I dissent from this unnecessary remand. I agree with the district court that the isolated instances of harassment Herrera recites are not sufficient to create a jury question on this claim. I would therefore affirm the district court in all respects.
The District Court Properly Granted Summary Judgment on Herrera's Hostile Work Environment Claim.
The majority reverses the district court's decision to grant summary judgment on Herrera's hostile work environment claim, stipulating that this issue “presents a close question.” 1 And the majority recognizes Herrera must present evidence of more than “ ‘a few isolated incidents of racial enmity’ or ‘sporadic racial slurs.’ ” 2 Instead, “ ‘there must be a steady barrage of opprobrious racial comments.’ ” 3
While I agree with the majority that this issue is a close one, I concur with the district court's decision to grant summary judgment. Before describing the instances of alleged harassment Herrera relies upon, it is important to review his working environment. Herrera admits that Lufkin was a rough-and-tumble oil field equipment business that was not the typical office setting. He testified, in response to a question regarding a coworker who said to him “fuck you,”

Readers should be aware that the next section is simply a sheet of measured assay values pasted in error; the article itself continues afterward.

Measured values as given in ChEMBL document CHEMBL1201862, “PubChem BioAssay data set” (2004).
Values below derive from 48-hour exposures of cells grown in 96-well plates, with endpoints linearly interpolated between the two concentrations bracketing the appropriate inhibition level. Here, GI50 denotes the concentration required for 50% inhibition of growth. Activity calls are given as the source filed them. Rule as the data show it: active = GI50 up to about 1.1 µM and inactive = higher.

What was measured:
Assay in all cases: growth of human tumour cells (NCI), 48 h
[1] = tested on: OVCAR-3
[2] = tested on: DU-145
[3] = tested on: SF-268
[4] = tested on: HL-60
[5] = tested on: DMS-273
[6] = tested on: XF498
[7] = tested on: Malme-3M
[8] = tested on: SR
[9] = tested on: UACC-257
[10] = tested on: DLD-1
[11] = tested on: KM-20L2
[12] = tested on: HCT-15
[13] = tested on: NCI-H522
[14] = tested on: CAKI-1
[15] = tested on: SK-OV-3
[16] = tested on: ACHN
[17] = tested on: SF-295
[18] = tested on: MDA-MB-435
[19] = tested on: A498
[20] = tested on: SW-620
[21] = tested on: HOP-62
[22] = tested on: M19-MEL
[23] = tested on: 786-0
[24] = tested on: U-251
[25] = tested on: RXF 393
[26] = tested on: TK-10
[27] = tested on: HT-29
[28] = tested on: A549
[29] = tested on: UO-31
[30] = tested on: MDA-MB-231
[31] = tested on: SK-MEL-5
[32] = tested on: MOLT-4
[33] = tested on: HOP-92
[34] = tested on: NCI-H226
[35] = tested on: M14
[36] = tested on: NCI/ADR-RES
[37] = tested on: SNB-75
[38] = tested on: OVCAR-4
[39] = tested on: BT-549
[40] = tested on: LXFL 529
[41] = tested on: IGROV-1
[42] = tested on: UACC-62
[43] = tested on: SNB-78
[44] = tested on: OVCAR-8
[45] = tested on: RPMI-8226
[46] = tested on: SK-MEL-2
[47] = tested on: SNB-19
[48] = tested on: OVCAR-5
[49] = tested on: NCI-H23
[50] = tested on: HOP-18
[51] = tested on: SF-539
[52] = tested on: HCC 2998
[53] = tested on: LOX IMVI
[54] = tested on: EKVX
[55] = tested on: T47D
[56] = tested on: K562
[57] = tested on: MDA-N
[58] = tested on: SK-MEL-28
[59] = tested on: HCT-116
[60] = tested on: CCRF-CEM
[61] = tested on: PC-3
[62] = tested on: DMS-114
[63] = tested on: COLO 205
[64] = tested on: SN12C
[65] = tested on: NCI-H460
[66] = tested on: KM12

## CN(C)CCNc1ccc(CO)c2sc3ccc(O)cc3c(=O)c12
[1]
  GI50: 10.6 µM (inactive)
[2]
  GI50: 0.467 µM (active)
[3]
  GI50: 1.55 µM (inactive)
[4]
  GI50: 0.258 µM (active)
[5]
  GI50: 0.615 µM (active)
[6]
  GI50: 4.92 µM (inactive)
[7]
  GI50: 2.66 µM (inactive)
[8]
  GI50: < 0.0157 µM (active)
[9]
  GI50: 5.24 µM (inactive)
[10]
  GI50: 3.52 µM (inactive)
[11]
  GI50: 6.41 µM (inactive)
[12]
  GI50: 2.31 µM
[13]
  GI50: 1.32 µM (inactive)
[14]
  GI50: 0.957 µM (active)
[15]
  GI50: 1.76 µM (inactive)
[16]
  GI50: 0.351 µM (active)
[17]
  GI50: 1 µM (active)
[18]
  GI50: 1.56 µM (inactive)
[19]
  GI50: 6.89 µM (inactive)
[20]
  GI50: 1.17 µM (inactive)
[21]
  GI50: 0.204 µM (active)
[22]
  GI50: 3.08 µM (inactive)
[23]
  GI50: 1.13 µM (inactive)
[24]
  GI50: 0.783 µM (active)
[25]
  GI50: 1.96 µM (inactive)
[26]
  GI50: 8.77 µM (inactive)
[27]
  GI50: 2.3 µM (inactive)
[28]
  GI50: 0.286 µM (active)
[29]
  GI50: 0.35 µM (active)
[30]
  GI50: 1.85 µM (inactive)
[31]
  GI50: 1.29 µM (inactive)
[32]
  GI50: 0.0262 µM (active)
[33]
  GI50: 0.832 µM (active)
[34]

Q. [I]n the oil patch, people use [vulgar] language, correct?
A. Okay. Yes.
Q. In the shop, people use that kind of language-Lufkin shop, yes?
A. Yes. I-some of them do.4
He also testified:
Q. Have you ever told “Mexican” jokes or anything such as that?
A. That I may have done. I told a lot of jokes, but I don't remember saying any Mexican jokes or black jokes, for that matter.
Q. Okay. You would not be extremely surprised that someone said, yes. I heard Lewis, Senior tell a joke with the reference to a Mexican in it, that would not be so out of the ordinary that you would be shocked?
A. I wouldn't be shocked, no. I told a lot of jokes in my day. I don't remember them.
Q. Sure. Okay. In fact, that happens in the work place, off color jokes and so forth are told?
A. Not in relation to anybody else. I don't do that. Blacks or whites or religious, I don't do that.
Q. Okay. But there are others that do that in the work place, don't they?
A. Yeah. The oil field is very co[a]rse.
Q. Yeah. The oil patch has people-
A. It's own language.5